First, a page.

Abstract: The Shapley value has become a popular method to attribute the prediction of a machine-learning model on an input to its base features. The Shapley value [1] is known to be the unique method that satisfies certain desirable properties, and this motivates its use. Unfortunately, despite this uniqueness result, there are a multiplicity of Shapley values used in explaining a model's prediction. This is because there are many ways to apply the Shapley value that differ in how they reference the model, the training data, and the explanation context. In this paper, we study an approach that applies the Shapley value to conditional expectations (CES) of sets of features (cf. [2]) that subsumes several prior approaches within a common framework. We provide the first algorithm for the general version of CES. We show that CES can result in counterintuitive attributions in theory and in practice (we study a diabetes prediction task); for instance, CES can assign non-zero attributions to features that are not referenced by the model. In contrast, we show that an approach called the Baseline Shapley (BS) does not exhibit counterintuitive attributions; we support this claim with a uniqueness (axiomatic) result. We show that BS is a special case of CES, and CES with an independent feature distribution coincides with a randomized version of BS. Thus, BS fits into the CES framework, but does not suffer from many of CES's deficiencies.
    Date: 2019–08
  8. By: Subhasish M. Chowdhury (Department of Economics, University of Bath); Philip J. Grossman (Department of Economics, Monash University); Joo Young Jeon (Department of Economics, University of Reading)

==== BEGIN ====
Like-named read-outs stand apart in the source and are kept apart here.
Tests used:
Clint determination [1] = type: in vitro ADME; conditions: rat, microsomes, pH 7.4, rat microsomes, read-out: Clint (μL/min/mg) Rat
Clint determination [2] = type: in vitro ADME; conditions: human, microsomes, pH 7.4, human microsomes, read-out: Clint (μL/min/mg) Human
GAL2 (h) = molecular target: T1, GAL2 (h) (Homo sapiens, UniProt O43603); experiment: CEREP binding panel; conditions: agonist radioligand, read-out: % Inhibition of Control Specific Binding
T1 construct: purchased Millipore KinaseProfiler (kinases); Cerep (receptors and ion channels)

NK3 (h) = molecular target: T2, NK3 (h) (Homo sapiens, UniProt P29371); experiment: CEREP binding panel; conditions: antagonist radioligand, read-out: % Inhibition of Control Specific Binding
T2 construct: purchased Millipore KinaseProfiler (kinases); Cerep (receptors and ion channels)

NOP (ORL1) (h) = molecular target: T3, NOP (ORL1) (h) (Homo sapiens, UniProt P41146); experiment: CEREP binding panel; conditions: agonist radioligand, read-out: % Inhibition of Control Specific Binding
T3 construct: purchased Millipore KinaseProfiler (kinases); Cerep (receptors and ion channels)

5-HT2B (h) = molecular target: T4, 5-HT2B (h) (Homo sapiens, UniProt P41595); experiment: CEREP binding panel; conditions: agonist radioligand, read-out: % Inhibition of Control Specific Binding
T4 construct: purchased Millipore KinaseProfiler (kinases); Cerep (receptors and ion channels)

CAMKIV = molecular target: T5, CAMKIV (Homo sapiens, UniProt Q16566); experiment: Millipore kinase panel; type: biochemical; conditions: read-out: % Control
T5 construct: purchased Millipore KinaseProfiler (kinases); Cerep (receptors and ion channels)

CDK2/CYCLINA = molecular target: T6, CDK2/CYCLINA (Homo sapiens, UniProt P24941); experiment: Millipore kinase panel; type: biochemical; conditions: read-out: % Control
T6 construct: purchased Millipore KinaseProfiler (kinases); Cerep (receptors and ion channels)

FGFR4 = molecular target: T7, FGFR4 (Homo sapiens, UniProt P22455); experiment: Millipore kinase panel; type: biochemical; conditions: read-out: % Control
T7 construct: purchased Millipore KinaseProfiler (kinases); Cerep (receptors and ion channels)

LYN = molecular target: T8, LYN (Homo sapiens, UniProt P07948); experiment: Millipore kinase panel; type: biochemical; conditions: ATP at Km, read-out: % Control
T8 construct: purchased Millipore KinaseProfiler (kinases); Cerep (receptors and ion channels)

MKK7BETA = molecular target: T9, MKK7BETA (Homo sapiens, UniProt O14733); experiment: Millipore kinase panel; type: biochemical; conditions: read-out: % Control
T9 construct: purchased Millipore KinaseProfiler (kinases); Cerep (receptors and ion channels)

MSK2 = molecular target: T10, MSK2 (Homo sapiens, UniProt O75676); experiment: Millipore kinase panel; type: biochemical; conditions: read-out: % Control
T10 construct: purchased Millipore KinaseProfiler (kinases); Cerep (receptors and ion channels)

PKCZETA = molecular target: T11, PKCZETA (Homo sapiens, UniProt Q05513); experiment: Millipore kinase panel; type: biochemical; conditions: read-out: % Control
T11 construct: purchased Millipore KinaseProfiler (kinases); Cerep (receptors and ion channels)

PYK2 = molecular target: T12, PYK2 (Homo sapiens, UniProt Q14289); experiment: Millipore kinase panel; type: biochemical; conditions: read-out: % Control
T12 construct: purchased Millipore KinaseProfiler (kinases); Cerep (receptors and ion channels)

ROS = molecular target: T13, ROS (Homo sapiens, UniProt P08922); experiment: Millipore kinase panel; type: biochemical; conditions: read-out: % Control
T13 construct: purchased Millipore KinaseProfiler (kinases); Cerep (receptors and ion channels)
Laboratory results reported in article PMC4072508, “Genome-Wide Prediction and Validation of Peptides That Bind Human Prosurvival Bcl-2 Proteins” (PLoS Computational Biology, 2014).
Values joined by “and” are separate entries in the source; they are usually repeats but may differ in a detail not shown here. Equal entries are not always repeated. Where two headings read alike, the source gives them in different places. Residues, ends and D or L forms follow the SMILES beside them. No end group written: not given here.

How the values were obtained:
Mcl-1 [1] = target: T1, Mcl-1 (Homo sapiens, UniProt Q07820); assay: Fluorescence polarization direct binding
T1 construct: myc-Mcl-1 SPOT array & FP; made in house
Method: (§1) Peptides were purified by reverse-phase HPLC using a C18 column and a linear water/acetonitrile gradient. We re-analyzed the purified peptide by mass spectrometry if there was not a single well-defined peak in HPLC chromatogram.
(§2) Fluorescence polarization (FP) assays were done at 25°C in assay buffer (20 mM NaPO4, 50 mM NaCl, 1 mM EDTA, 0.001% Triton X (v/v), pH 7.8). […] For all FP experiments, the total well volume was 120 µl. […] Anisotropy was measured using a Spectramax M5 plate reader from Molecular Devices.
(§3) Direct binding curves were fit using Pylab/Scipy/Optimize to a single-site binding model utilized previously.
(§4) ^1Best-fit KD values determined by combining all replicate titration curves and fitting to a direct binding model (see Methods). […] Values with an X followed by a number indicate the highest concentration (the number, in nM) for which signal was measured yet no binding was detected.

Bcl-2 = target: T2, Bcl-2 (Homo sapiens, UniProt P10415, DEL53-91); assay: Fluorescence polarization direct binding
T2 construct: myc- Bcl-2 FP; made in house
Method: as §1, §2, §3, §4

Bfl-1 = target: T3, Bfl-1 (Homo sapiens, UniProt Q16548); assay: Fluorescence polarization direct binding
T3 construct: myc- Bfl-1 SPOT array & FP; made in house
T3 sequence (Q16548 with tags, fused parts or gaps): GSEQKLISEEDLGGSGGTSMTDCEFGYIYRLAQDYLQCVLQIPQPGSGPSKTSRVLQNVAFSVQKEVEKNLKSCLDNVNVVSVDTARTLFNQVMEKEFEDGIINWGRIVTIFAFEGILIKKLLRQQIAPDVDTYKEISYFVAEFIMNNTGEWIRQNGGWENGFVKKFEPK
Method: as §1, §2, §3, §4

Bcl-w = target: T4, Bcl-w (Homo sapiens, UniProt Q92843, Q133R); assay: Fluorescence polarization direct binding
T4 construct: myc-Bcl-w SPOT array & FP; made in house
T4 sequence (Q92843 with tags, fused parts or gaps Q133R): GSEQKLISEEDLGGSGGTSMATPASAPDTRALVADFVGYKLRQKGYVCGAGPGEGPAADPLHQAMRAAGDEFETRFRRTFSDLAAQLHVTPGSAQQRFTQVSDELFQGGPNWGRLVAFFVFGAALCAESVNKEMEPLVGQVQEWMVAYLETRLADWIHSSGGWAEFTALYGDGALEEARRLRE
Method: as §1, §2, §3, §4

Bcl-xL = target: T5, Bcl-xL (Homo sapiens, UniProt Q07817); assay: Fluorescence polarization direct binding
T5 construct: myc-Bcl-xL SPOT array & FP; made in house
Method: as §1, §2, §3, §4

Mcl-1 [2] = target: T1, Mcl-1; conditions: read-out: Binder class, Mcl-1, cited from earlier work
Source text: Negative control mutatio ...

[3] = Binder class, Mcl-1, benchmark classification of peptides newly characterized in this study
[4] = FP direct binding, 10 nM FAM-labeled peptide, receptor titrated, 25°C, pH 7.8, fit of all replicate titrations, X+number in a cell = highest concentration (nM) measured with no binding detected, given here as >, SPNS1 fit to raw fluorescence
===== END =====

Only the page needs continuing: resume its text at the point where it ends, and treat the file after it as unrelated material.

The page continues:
Abstract: Research on altruistic payoffs and the related payoff anticipation and related gender differences is limited. Using data from Chowdhury & Jeon (2014) who vary a common show-up fee and incentivize recipients to anticipate the amount given in a dictator game, we find that the show-up fee has a positive effect on dictator giving for both genders. While female dictators are more generous than males, male recipients anticipate higher amounts than the amount male dictators give. The show-up fee affects the social-type of female dictators, and the anticipation about dictator social-type by the male recipients.
    Keywords: dictator-game; altruism; anticipatory-belief; gender
    JEL: C91 D64 D84 J16
    Date: 2019–08–26
  9. By: Josue Ortega
    Abstract: In cake-cutting, strategy-proofness is a very costly requirement in terms of fairness: for n=2 it implies a dictatorial allocation, whereas for n > 2 it requires that one agent receives no cake. We show that a weaker version of this property recently suggested by Troyan and Morril, called non-obvious manipulability, is compatible with the strong fairness property of proportionality, which guarantees that each agent receives 1/n of the cake. Both properties are satisfied by the leftmost leaves mechanism, an adaptation of the Dubins - Spanier moving knife procedure. Most other classical proportional mechanisms in literature are obviously manipulable, including the original moving knife mechanism. Non-obvious manipulability explains why leftmost leaves is manipulated less often in practice than other proportional mechanisms.
    Date: 2019–08
  10. By: Martimort, David